It may seem odd, but a low utilization rate, such as 1%, is better than no utilization rate at all. That’s because credit scores are designed in a way that can predict how you’ll repay a loan in the future.
By lowering your credit utilization rate, you can quickly improve your credit score since most scoring models consider your utilization rate as it is reported. You can boost your credit score quickly if you pay off a high utilization rate at once.
Six ways to improve your credit utilization
1. Ask your card issuers for a credit limit increase.
A higher credit limit can lower your credit utilization rate, making it easier to maintain a low rate. So simply ask your credit card issuer to increase your limit. However, one of the downsides is that your request may lead to a hard inquiry, causing a temporary dip in your credit score.
Additionally, check the annual income amount you reported to the credit card company that you can find on your online account. You can update the amount if your income has risen, and this may help get you approved for a higher credit card limit or lead to an unrequested increase.
2. Pay down your balances early.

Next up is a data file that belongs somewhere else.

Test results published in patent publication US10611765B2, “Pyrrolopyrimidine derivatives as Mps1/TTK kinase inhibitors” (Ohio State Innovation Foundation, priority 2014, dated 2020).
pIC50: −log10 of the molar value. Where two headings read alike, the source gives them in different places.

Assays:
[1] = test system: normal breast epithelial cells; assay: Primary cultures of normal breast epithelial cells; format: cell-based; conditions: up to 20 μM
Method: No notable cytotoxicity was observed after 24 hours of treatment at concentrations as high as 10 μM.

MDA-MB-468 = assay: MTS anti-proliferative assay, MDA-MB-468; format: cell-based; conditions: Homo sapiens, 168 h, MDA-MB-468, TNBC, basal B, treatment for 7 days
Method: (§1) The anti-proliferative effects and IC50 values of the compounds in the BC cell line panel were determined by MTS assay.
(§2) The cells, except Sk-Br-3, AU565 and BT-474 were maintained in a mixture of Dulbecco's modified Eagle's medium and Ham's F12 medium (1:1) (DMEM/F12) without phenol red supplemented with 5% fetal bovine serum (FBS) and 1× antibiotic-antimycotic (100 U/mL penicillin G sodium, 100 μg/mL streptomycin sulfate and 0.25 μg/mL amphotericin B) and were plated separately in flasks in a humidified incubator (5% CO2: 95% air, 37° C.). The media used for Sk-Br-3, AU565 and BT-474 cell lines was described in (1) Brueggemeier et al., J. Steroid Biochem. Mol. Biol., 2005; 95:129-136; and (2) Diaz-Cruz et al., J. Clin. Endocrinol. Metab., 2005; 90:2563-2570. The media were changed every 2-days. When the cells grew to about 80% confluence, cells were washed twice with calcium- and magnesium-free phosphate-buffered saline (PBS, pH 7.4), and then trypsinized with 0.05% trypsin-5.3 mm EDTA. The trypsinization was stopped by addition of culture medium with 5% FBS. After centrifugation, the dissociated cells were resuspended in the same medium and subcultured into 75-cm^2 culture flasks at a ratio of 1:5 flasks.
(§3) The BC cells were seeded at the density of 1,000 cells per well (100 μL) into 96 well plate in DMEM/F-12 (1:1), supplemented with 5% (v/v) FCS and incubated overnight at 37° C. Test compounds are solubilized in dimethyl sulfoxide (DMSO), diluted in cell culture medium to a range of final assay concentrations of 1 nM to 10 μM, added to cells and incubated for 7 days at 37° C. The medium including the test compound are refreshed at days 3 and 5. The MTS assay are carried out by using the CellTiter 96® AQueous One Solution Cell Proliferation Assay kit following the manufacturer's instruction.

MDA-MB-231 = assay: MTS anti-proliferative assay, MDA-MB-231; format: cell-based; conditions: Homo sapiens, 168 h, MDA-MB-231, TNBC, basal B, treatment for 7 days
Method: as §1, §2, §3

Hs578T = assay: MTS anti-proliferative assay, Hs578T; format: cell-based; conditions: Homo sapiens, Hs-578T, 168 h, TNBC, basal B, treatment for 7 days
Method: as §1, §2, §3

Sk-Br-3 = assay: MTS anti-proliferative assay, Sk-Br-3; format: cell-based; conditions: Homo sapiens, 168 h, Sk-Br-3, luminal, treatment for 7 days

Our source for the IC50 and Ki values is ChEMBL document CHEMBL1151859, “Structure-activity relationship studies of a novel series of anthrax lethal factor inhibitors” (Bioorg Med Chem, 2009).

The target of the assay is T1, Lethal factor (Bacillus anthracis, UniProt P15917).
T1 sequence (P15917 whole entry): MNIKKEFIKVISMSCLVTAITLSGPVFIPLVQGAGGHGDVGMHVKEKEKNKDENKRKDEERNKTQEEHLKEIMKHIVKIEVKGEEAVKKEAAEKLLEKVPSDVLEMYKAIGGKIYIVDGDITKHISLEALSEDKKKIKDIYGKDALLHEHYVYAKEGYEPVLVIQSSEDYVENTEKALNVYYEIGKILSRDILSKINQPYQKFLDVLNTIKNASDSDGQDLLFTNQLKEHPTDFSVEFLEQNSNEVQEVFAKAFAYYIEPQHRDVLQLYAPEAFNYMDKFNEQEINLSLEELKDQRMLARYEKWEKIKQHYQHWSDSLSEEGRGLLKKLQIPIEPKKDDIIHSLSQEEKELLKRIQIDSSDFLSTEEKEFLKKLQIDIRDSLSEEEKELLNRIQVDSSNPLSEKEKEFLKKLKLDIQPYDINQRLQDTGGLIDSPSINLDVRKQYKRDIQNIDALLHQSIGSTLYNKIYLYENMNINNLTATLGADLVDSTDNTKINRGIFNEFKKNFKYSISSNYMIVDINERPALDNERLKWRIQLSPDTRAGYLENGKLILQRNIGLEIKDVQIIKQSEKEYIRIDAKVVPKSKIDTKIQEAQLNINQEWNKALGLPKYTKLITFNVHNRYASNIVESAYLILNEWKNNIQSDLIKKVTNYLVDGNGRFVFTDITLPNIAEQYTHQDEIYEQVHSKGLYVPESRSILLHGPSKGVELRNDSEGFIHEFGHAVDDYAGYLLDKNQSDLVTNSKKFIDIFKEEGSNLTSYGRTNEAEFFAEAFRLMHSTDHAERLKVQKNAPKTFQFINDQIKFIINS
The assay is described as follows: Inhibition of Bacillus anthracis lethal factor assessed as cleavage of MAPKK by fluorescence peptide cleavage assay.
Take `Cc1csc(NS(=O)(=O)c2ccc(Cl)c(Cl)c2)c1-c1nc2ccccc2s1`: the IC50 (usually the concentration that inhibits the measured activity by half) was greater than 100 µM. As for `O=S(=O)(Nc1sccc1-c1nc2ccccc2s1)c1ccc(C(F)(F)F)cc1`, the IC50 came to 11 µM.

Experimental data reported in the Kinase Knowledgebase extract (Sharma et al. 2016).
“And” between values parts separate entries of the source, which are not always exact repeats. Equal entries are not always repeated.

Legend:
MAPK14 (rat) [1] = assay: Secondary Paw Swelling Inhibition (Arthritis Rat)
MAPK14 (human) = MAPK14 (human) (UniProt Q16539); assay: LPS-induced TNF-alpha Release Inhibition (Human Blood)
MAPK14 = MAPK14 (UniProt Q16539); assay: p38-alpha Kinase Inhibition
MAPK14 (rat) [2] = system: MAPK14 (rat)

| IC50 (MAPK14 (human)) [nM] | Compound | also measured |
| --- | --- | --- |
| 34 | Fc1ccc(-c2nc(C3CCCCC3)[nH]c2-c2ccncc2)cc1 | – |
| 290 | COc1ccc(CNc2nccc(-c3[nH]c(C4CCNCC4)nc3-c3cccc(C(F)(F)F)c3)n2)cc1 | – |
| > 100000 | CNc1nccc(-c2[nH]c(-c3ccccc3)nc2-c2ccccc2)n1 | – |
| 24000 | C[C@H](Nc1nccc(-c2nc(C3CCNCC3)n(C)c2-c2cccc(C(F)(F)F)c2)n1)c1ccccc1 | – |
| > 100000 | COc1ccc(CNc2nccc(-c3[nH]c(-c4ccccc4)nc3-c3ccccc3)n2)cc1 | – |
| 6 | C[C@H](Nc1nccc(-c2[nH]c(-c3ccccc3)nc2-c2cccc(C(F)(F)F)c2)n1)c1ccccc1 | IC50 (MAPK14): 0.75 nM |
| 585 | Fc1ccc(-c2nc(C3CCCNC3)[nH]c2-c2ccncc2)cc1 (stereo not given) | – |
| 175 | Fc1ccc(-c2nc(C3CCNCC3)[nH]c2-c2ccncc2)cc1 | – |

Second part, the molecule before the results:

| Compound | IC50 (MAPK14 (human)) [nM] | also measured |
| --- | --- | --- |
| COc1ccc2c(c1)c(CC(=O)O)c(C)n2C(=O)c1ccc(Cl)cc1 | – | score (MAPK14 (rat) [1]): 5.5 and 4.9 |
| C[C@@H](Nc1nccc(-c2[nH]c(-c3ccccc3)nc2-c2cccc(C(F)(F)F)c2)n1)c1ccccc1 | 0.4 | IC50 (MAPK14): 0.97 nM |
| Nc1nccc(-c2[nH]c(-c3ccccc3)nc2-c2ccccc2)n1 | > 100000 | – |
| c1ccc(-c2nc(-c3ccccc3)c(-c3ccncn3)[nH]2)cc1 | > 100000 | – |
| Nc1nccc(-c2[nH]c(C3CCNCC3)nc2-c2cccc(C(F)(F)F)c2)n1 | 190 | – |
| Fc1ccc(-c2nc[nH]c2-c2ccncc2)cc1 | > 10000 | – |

Lower your credit card’s balance before issuers report it to the bureaus since this can lead to a lower utilization rate. The reporting often occurs at the end of each statement period, but you can connect with your card issuer to confirm the same.
Make early payments if you’re carrying a balance. It can help you save money since credit cards often accrue day-to-day interest.
3. Spread out your spending among several accounts.
Spreading out your spending across several accounts won’t decrease your overall utilization rate, but it could keep you from maxing out one of your cards.
The utilization rates of your individual accounts can also be the scoring factors. One way to improve your credit score is by keeping any single account from having a high credit utilization rate.
4. Open a new credit card.
Opening a new revolving credit account, such as a credit card, can boost your total available credit. Be careful as you may feel tempted to spend more using your new card, plus it may carry an annual fee.